Ian with trained ‘squirrel sniffers’, Spike and Jock

I’m Ian Glendinning. I was born and raised in Hexham, west of Newcastle in Northumberland. For most of my working life. I was in Newcastle working for the Northumbria Police Force. Most of my career was as a firearms instructor. I retired in 2006 and am a latecomer to red squirrel conservation. I joined the Upper Coquetdale Red Squirrel volunteer group in 2019 and in November of 2022, and was asked to become Chair. After retiring, I entered further education with a combined STEM degree and I’m currently undertaking an MSc degree in Sustainability and Environmental Management.
 
3 years ago, I spotted a red squirrel in my garden and put up a feeder. Within a day, two red squirrels were visiting. I then put a feeder in the nearby farmyard garden and within an hour a red squirrel was visiting there too. To see if they were the same, or individual squirrels. I began photographing them in detail and realised they were three different squirrels. In total I reckon there were ten to fifteen individuals in our immediate  woods. As I studied them more. I got more involved with my local group. From using high resolution images for identifying squirrels through physical measurements and fur and whisker identification, I have studied food preference extensively , experimenting with different foods presented in different ways. The conclusion is that reds will cross burning coals for hazelnuts. When given food variety, hazelnuts were eaten first. If hazelnuts were hidden beneath other food items, they would uncover the hazelnuts and cache or eat them first, sometimes leaving other food. Another surprise for me was that the popularly held view that females are promiscuous might not be the case. My observations show a surprising amount of monogamy, something I can tell due to my ability to identify individual animals.
 
I estimate that I now have some forty to fifty red squirrels in about 180 acres of mixed woodland, In 2022 I removed over 200 greys from these woods just in that year. If we were to stop, they would be dominating again within a year. Since becoming Chair, I’ve tried to really push our community engagement through meeting, talks to adult groups, visits to schools and the like. Landowner engagement has been successful too. Our long to medium term goal is to fundraise to employ at least one full time ranger, not only to conduct grey squirrel management, but also to train and conduct community engagement. We have a community/schools project to plant some 500 Hazel Trees, initially to enhance habitat. Another goal is to acquire the managership of a large piece of woodland nearby that covers some 400 acres and develop it as a community reserve, not just for red squirrels but for all manner of native wildlife and plants with hides built for photography and observation.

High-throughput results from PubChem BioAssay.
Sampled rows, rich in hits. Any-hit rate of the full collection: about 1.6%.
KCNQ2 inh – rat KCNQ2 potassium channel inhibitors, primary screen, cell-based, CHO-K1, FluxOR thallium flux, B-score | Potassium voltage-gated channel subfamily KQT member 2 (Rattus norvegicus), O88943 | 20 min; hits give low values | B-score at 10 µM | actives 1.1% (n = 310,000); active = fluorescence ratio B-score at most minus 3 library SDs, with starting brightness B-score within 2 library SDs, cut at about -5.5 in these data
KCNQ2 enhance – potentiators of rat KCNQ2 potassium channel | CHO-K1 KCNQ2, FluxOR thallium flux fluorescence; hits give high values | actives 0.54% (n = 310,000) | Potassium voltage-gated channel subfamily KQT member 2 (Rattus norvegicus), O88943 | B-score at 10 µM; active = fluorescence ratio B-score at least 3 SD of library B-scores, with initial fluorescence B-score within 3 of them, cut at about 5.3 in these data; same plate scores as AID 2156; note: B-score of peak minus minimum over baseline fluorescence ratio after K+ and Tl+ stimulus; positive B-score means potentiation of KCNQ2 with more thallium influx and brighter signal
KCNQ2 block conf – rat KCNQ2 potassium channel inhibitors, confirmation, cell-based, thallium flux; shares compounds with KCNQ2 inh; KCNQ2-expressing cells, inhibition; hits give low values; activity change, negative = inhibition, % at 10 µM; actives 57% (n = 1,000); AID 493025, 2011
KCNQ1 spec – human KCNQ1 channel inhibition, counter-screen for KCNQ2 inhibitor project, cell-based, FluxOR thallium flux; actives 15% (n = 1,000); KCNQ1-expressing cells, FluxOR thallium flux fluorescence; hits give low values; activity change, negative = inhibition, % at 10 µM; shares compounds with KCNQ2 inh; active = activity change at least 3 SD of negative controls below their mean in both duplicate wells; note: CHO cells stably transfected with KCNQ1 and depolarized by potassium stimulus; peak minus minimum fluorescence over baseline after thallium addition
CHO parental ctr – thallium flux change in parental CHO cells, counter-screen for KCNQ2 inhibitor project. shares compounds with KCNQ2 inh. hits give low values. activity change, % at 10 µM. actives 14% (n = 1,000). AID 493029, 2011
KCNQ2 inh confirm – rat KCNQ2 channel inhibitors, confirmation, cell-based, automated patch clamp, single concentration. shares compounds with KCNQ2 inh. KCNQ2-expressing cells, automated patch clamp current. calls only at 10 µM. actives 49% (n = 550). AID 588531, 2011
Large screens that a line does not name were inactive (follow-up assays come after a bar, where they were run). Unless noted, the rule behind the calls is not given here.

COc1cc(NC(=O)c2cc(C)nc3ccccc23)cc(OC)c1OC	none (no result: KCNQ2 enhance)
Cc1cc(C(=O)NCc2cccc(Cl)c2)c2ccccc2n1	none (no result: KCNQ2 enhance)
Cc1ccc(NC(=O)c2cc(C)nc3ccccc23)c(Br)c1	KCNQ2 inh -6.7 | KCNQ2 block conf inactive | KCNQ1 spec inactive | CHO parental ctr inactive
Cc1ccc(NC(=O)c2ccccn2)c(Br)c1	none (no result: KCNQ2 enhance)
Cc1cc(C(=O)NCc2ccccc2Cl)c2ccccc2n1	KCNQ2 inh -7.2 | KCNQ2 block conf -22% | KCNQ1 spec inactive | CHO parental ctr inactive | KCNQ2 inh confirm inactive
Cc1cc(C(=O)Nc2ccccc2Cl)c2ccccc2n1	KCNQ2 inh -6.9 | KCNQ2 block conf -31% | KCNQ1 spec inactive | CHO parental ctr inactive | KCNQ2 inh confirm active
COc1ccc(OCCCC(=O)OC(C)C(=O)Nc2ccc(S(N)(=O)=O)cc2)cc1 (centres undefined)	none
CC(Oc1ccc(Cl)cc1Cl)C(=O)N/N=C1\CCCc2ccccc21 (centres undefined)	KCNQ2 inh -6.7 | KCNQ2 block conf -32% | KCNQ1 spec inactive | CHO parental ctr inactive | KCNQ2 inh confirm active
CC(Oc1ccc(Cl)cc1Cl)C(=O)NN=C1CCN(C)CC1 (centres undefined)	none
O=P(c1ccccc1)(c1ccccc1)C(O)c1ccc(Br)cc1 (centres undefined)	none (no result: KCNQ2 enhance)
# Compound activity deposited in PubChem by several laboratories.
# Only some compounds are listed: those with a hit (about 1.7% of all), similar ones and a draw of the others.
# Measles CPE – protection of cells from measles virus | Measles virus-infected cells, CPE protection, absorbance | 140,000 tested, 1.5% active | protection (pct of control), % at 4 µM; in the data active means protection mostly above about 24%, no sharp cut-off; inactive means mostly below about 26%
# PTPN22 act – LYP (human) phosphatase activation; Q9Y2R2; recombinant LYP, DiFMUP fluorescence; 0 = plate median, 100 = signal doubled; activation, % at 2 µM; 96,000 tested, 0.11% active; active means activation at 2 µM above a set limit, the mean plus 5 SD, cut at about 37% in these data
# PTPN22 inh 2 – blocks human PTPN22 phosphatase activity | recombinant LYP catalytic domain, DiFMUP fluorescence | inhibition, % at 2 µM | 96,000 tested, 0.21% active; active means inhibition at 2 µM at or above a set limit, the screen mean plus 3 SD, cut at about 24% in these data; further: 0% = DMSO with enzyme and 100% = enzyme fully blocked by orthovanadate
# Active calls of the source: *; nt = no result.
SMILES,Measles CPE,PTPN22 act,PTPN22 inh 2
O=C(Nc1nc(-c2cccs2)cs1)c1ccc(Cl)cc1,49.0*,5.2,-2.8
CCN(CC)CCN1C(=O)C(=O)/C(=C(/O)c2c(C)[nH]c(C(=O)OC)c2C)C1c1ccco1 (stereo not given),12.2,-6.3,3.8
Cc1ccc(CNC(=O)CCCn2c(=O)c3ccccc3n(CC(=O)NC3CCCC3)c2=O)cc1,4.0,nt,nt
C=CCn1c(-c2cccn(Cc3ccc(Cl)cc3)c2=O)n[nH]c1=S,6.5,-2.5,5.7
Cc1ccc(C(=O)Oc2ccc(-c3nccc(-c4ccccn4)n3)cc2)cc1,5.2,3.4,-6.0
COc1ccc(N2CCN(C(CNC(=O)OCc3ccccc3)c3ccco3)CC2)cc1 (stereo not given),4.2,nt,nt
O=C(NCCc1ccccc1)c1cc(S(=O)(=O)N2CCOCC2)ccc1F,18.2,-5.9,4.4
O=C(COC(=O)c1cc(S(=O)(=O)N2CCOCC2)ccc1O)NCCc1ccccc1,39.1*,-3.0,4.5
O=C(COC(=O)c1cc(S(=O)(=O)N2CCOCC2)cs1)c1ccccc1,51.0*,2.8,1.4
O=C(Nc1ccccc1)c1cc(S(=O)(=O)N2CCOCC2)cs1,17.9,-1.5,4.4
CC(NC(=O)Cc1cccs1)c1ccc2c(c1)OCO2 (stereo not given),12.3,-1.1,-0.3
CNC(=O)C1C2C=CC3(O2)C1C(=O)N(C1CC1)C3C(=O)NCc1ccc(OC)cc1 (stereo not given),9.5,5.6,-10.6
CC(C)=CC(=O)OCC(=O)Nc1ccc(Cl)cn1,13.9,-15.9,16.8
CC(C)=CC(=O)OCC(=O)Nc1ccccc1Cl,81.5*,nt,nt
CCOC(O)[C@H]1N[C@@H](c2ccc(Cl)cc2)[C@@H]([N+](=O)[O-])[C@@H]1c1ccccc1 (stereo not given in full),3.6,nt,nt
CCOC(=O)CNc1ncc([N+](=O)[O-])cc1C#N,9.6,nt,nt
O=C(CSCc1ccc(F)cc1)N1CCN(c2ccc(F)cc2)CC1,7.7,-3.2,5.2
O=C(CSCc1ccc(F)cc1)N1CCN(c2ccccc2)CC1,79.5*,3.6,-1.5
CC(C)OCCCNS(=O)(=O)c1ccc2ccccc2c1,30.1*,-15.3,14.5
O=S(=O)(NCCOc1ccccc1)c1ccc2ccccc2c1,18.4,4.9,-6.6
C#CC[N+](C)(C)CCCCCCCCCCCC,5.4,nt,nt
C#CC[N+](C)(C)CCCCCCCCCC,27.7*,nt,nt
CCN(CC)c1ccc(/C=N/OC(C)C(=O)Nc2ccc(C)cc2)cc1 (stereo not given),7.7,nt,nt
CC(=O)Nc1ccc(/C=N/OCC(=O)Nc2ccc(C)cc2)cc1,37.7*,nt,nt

One of my real frustrations is where large national organisations seem to tell one story from the top, but fail to deliver at local level. This nearby woodland contains grey squirrels, but access to manage their numbers is denied. The organisation it’s leased to maintains the same stance, yet it has a dedicated red squirrels conservation presence. This lack of consistency is why volunteers don’t engage. Trapping in some locations is permitted but not in others. GPS alert systems are not permitted to make trap monitoring more efficient and humane. Where trapping is permitted, airgun dispatch is not which limits the number of people prepared to assist.
 
Despite this, the main reason I do what I do is a passion for our indigenous wildlife and the satisfaction of seeing a positive effect from management, allied to increasing my knowledge, and hopefully others, in relation to red squirrels in general.
 

Contemplating big life issues as a ‘littlun’

Upper Coquetdale reds can levitate hazelnuts at their command

Spike and Jock are keen to check the feeders are empty too

If you wish to help, volunteer, or donate, please visit www.coquetdalesquirrelgroup.co.uk or join us
 
If anyone wishes to get in contact about my research, please email

A CHANCE TO READ SOME OF THE OTHERS

Gerard McCaughen’s Read More   Hugh Rowand’s Story Read More    Jon Fishman’s Story  Read More 

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